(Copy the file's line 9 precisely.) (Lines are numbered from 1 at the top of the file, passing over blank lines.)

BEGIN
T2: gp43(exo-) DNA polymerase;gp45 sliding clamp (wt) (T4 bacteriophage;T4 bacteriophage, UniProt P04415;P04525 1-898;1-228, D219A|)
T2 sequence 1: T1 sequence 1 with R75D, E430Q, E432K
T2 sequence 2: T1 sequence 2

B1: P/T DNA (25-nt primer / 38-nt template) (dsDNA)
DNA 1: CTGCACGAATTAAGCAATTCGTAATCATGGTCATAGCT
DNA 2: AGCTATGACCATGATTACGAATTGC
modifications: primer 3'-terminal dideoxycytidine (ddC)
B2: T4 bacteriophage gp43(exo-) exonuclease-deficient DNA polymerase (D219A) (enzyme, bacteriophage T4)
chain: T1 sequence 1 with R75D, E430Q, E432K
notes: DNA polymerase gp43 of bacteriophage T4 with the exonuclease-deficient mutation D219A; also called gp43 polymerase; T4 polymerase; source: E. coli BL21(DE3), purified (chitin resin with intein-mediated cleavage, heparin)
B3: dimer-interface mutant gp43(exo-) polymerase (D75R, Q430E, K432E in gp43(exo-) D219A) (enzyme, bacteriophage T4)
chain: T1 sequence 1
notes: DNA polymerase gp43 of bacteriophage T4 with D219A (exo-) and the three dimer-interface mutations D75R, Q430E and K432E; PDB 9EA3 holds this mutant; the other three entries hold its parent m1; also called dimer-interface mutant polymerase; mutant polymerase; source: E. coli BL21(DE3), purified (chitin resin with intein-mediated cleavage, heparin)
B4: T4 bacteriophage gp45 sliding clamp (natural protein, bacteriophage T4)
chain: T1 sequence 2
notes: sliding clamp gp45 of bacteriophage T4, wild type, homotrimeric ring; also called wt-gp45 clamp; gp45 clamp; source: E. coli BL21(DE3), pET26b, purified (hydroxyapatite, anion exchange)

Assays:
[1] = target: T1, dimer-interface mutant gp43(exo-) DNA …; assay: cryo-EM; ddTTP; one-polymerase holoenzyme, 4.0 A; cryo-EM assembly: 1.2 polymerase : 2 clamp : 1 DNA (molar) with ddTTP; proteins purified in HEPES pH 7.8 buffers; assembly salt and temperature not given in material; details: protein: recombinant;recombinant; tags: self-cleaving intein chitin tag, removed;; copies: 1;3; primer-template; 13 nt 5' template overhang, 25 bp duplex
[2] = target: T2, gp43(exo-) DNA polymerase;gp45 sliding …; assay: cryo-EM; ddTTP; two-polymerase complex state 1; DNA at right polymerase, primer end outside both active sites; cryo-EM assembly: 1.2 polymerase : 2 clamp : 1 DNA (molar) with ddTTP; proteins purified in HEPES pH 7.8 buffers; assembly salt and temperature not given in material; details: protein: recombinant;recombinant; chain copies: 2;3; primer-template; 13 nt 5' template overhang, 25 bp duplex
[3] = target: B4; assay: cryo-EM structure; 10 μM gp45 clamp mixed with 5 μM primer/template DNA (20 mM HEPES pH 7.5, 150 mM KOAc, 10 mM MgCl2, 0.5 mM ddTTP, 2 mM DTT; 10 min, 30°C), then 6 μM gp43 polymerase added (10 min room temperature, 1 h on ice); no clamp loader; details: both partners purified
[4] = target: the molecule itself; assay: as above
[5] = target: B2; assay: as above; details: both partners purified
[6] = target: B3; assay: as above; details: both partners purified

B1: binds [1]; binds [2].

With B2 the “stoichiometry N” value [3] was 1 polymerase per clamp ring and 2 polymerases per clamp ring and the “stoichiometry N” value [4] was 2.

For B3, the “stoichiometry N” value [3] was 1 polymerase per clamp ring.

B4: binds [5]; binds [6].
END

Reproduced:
chain: T1 sequence 1 with R75D, E430Q, E432K